In the System Preferences > Network section you’ll need to add an additional DNS server to your network connection (ethernet or wifi). Click on the “Advanced…” button for your active connection and then the DNS tab at the top of this dialog. Here you’ll need to use the + (plus) button to add, first your development machine’s IP address (in my case it would be the same one I’ve been using in the examples: 192.168.0.188), then the base IP address for your network (generally: 192.168.0.1). After that I usually add in at least one of Google’s DNS addresses (8.8.8.8 or 8.8.4.4) [Read more about that here].

The best, free, SQL database manager for Mac: Sequel Pro

://sequelpro.com/

Once, downloaded, unzip and move the Sequel Pro app to your Applications folder. Now, open it and setup a Socket connection. All you need is to enter “root” in the user field for now. If everything was setup correct you can now connect directly to your local MySQL server and start setting up your databases.

The first thing I like to do is setup a user for all my local databases.

Command+U brings up the User Accounts dialog. Press the + (plus) button at the bottom left of the User Accounts dialog and enter your username and password. Then go to the “Global Privileges” tab and press the “Check All” button and finally, the “Apply” button to save your new user account.

That’s it for database setup. Now you can add all the local databases you want.

 

Kingdom Hall Specific Branch for PTZ Camera Control

Updated!

It was requested that, in addition to the generic version of the Camera Control app, I also provide the Kingdom Hall specific variant of the app. So, here it is: https://github.com/counteragent/KH-Camera-Control/releases. You can download the source or download the app/installer for MacOS or Windows respectively.

The main difference in the two branches of the app are the presets. In the normal version the presets are all just numbered buttons. The Kingdom Hall specific one uses various icons I created to show the general use cases for a meeting at a Kingdom Hall of Jehovah’s Witnesses.

You can still find the standard version of the app on it’s Github page: https://github.com/counteragent/Camera-Control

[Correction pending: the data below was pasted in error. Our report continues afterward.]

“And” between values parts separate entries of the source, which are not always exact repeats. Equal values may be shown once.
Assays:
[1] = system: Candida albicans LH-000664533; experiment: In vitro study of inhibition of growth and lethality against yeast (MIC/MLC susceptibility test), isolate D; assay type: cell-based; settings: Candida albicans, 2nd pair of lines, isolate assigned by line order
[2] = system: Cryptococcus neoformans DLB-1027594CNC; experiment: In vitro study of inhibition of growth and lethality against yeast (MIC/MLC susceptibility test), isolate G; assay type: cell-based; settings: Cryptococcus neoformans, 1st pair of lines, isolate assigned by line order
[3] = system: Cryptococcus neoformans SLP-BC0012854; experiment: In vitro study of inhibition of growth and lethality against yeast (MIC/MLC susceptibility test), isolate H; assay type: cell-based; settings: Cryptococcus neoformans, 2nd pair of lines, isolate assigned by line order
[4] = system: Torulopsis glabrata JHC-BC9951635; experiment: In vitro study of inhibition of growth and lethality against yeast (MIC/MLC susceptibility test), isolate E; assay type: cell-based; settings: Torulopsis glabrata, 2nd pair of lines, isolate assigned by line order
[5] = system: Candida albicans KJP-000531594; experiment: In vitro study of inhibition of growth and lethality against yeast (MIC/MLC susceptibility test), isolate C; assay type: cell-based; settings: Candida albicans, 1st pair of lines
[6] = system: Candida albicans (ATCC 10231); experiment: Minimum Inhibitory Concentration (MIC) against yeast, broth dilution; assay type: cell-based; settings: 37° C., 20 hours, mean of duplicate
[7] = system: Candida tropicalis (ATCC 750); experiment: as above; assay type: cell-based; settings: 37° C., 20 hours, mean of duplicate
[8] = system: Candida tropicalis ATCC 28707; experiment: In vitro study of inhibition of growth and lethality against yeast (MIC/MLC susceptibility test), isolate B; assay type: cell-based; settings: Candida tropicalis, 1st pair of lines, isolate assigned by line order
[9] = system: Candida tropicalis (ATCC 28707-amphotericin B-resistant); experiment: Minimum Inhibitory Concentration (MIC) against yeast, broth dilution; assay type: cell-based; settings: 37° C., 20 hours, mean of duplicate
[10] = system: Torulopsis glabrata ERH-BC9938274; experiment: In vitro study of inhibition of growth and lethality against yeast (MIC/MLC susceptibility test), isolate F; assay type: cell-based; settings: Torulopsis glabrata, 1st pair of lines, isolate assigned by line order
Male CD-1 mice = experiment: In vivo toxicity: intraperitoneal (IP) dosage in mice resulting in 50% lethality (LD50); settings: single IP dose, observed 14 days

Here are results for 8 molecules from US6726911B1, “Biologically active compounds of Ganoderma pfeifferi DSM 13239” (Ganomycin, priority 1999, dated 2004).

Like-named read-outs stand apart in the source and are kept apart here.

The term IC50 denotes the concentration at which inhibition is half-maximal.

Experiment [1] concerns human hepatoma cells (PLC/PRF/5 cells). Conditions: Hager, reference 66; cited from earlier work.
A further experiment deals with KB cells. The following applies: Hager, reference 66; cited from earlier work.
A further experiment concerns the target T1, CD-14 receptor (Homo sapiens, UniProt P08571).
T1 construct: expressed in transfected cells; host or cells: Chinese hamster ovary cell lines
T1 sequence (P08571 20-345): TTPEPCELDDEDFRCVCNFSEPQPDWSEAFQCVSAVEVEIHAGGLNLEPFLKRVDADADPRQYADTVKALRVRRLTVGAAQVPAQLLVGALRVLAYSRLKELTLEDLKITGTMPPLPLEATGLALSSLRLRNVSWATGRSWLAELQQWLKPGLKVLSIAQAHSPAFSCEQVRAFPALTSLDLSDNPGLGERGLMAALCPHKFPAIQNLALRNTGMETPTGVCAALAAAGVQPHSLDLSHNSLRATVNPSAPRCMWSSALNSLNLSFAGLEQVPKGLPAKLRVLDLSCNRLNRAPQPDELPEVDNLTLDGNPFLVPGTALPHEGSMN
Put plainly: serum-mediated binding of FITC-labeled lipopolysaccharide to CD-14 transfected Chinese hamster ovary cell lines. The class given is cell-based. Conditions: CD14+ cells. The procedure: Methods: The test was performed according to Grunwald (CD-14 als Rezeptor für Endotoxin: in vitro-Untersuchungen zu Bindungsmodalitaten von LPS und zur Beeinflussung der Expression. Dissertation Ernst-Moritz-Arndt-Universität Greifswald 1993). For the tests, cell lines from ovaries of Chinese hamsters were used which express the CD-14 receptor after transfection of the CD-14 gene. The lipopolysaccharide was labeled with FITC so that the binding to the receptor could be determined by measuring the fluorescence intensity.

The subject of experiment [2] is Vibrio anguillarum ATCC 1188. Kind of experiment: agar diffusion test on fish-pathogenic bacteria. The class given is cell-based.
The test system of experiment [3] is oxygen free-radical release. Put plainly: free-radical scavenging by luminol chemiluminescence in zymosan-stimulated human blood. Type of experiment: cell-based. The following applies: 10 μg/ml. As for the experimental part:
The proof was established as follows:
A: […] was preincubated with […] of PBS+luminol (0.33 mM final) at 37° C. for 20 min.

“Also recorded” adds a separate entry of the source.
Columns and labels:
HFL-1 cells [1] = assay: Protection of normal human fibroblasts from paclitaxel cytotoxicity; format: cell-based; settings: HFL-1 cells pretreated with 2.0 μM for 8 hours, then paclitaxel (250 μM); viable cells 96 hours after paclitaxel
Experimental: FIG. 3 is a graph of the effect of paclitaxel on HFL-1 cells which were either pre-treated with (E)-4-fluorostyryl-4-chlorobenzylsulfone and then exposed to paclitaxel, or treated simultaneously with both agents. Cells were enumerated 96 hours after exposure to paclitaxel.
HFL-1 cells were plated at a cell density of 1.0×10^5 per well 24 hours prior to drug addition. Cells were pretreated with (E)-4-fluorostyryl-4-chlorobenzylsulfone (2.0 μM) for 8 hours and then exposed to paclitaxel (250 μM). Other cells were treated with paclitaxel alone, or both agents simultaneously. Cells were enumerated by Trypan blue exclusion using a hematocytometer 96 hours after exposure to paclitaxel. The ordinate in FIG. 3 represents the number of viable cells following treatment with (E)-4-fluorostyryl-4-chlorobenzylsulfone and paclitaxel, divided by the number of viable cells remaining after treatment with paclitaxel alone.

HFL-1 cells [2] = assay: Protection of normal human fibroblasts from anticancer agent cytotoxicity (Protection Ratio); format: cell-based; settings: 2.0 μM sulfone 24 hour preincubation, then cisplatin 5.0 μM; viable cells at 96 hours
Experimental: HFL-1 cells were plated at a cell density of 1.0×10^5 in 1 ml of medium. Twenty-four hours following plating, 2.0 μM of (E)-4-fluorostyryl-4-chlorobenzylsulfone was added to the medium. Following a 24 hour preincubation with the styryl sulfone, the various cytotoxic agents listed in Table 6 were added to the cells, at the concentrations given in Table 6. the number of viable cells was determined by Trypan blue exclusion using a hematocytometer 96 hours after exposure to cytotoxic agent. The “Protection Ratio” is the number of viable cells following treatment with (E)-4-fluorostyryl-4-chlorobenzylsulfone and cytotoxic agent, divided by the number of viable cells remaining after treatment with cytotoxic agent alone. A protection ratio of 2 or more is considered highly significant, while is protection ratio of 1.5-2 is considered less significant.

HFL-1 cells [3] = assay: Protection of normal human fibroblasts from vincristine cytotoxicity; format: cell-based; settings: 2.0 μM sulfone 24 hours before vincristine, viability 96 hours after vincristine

KH Camera Control on Github: https://github.com/counteragent/KH-Camera-Control

Camera Control on Github: https://github.com/counteragent/Camera-Control

PTZ Camera Control App

I was recently part of a team responsible for installing PTZ (pan, tilt, zoom) cameras at our local congregation. After looking long and hard for a quality and affordable solution, we ended up with two cameras from PTZOptics. One of the key features we needed in a PTZ camera was the IP stream and control. While the hardware for these cameras is great, the software left a lot to be desired.

The provided software was free and open source. That’s great, but it was a very old html and javascript app, all written with tables and inline css and javascript. In addition it was very buggy, some things as simple as typos meant entire features of the camera were rendered broken. So, I got started looking through the code and at first was just going to fix and clean up what they had provided. After spending some time with it I decided it would be worth it to completely start from scratch.

CameraControlThe base functionality of the camera is controlled through a series of urls passed over IP to a CGI script installed in the camera itself. This meant all I had to do was send a url with whatever parameters it called for to the camera’s IP address on the local network. I ended up doing this with jQuery and AJAX requests. The basic UI was built on top of Bootstrap overlaid with custom images and design for all the buttons and pieces of the interface. Rewriting the app also gave me a chance to implement some features the original didn’t have, like a kind of auto-pan function, and saving settings to HTMLs local storage for quick easy setup.

Once everything was in place I realized it could fairly easily be converted into an actual desktop app. Rather than using a web browser to access it, including all the clutter and overhead that comes with, I could have it run in it’s own window and keep the desktop much cleaner. I had never used Electron before but I had heard of it and knew that Github Inc. had built their Atom editor using it. Basically, it packages up web technologies (HTML, Javascript, and CSS) into native OSX, Windows, and Linux apps. After reading through some of the basic docs and going through the starter project I was pretty certain I could use it to build my web app into a desktop app.

A few terminal commands later I had a native Mac OSX version of my web app. This meant I could give it an icon, have it startup with the computer like I needed to, and keep it contained in it’s own small window. Probably my favorite part was designing the icon; I think it turned out pretty good. Once I had a basic app working I continued to tweak it until it felt solid. The last thing I did was to open source the project so anyone else in need of some better software for the PTZOptics cameras would have something more than the buggy old stuff to work with. If you’re interested in the code you can find it over at Github available under the GPL 3.0 license.